Deaf Teddy- Audio Visual biofeedback training for the deaf

Audio Visual biofeedback training device for the hearing impaired


One of the problems that people with hearing difficulties have is not knowing that they are talking too loud. This effect can be observed in normal hearing people who tend to talk loudly when they are wearing headphones or if there is a lot of noise.

Luckily with a bit of training this can be overcome. One method is to have a system were sound can be electronically converted to light, so when the person talks loudly a light will come on and they can adjust their voice accordingly

This idea has been around for a good while, such methods have included having the person talk with a candle near them, if they disturb the flame they know that they are talking too loud, another would be to have a microphone connected to an amplifier, but instead of it being connected to a speaker, it is connected to a light, the volume control will then serve as your adjustment for the light setting

How it came about:

Mr Theo Blumburg approached me with the concept of having a Teddy Bear that had its eyes replaced with lights that came on when a person is talking too loud. This was to train young people with hearing difficulties, as with most things it is important to train people at an early age

The first unit built was kindly designed and built by Mr George Brenett .This unit however went missing and we had to re-design a totally new unit, which was done this time by Mr Terry McClement & Keith Perks. Please note that copyright exists on this device, however all parties have kindly agreed to make their design free to use and build for training or non profit purposes

While the concept is fairly simple, getting everything to run smoothly takes a fair amount of planning. The unit is capable of working with a wide range of Microphones, from low budget, non-powered mikes to microphones with pre-amps. We decided to use a microphone that did not use any power as this would just be something extra to go wrong (flat batteries etc) Also we bypassed the on / off switch for the Micro-phone for the same reason. It was decided to use Large LEDs (Light Emitting Diodes) instead of Globes as they use very little power, the unit can be used for long periods of time on either a PP3 or PM9 battery – it could also work on a car battery if need be, but is not recommended.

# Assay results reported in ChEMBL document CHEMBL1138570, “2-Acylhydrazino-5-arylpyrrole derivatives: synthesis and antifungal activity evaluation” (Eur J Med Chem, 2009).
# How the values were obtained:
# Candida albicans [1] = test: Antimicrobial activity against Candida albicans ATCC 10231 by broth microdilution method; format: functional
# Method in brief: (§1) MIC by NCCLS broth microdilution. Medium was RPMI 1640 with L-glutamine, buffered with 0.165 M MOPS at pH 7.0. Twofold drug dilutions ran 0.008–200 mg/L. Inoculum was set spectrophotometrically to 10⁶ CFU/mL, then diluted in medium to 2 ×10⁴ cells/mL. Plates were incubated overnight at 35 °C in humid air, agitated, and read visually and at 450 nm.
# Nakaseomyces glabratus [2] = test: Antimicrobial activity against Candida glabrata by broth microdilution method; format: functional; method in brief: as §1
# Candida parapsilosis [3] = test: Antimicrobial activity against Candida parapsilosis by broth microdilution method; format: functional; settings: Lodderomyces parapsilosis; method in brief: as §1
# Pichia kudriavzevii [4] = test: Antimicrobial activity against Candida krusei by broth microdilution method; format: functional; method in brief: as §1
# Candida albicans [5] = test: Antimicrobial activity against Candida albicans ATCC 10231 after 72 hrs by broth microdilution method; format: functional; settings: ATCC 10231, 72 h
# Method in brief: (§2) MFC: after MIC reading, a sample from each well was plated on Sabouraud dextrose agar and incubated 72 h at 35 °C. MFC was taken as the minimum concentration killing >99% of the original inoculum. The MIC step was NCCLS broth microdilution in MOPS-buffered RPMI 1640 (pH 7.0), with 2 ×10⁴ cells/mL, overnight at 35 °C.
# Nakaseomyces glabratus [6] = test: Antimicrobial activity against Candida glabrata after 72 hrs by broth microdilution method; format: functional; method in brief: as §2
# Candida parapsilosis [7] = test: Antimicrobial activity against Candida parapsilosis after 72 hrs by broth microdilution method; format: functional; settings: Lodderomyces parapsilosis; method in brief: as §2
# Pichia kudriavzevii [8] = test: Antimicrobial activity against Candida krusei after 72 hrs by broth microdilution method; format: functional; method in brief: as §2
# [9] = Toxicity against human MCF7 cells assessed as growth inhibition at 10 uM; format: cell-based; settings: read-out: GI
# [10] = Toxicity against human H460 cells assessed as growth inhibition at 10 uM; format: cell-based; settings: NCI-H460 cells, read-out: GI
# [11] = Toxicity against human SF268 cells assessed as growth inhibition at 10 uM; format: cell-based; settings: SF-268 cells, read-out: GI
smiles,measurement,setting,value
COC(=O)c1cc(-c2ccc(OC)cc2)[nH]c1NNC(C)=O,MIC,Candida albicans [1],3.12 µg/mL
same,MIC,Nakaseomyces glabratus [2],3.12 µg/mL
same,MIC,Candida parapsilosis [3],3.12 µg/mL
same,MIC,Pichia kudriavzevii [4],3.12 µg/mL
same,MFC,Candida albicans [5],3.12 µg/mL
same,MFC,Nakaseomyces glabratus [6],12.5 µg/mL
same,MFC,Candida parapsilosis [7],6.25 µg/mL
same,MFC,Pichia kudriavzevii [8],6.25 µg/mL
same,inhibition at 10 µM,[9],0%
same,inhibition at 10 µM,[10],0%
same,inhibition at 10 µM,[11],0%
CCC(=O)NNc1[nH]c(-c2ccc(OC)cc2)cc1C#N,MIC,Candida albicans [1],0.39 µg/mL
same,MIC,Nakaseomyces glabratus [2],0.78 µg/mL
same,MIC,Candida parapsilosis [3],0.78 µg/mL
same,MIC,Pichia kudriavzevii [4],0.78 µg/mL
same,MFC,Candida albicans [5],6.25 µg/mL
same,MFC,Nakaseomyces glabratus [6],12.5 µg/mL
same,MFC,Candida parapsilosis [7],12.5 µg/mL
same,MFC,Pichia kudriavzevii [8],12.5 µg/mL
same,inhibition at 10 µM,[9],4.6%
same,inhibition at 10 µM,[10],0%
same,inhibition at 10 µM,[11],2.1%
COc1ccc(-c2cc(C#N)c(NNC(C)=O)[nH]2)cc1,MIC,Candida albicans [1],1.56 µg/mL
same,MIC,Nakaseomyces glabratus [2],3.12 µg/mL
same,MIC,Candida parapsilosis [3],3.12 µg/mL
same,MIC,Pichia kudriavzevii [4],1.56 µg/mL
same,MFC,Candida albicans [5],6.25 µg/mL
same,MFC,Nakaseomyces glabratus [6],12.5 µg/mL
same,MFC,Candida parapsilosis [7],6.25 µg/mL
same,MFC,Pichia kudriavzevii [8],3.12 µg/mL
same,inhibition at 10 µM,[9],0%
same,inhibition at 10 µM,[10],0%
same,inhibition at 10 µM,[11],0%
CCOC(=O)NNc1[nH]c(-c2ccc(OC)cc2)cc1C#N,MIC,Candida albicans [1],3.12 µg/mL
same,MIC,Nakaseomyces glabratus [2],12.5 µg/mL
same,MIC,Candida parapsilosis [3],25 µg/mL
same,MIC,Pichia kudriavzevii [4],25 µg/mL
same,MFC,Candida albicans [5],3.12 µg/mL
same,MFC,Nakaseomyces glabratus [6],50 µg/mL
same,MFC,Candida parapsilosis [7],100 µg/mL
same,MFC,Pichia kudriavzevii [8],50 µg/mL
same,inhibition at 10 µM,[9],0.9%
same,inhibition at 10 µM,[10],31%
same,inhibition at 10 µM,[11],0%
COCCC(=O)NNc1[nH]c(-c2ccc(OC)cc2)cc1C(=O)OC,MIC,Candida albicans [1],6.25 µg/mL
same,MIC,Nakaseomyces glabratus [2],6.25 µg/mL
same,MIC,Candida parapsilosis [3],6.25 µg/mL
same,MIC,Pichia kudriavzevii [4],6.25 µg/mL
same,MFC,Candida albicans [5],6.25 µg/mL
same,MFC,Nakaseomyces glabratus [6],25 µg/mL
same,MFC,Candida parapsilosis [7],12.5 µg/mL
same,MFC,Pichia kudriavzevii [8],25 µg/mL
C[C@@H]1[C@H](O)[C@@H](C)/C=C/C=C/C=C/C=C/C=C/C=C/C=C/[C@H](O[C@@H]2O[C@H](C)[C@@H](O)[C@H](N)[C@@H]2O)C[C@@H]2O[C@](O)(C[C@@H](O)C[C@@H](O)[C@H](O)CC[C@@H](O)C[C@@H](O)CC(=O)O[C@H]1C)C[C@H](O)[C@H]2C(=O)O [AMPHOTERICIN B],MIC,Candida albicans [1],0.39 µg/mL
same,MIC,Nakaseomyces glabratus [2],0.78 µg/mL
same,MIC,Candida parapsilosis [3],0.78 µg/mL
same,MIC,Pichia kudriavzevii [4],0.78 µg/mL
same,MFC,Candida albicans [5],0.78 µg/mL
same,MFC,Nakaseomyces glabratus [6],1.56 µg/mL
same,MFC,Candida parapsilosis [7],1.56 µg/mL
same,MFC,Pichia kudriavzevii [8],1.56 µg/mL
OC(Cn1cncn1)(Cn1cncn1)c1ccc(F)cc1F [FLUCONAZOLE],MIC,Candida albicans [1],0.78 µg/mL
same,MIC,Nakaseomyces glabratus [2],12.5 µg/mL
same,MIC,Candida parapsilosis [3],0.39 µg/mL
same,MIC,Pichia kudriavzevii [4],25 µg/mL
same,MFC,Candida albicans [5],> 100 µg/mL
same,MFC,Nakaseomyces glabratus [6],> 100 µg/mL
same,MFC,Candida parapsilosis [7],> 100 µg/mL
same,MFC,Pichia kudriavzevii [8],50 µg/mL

It is fitted with a circuit protector that will cause the unit not to work should the battery be connected incorrectly, future design will see it fitted with an intelligent protector (four diodes) that will automatically work out the correct polarity. The unit contains the following: a control box with an on / off switch and two knobs which control the levels at which the LEDs will work. A lead to connect power. A lead to connect a Microphone

Here is an article in the Daily Dispatch … udley.html

How to use it:

The unit works on 9 volts DC – make sure that the Microphone and power source are connected then switch it on. Leave it to stabilise for a few seconds

Calibrating the unit:

The idea of the unit is that the lights (LEDs) will Visually show the person when they are talking too loud, or too soft. The Green light will show that everything is fine and the voice level is correct, failure to active it will indicate that they are talking too soft. The Red light is set to come on when they are talking too loud and they must try to control their volume

The longer knob is for the Green LED – The Shorter for the RED LED

For first time use start by turning the knobs all the way clockwise (on /off switch to the front)

Talk normally while turning the Green control knob anti-clockwise, you will see that at some point the LED will come on this sets the normal volume level

Talk loudly while turning the Red control knob anti-clockwise, again at some point the LED will light up, this will set the too loud level

The unit then can be used as it is, or mounted into a Toy such as a Teddy Bear – You could even use a piece of cardboard with a face drawn on it

We are hoping to have available soon a circuit board design for download – The estimated cost of parts would be twenty to fifty Rands (appox $3 – 7 USD) The working title of the project is ‘ the deaf Teddy ‘ while not the best of names, it does encapsulate the idea of the project rather well, so it seems to have stuck for now. For my little part in the project I would like to dedicate it to my two doggies, Abbey and Teddy (Bear) who some how seem to fit into the story with their willingness to help and sheer determination

If you would like to know more or contact me:
Paul Wiggins paulw(at) – use the @ sign for (at)

Download the Circuit Diagram Here: … iagram.JPG

The Parts List here:

Video of it working (1 meg)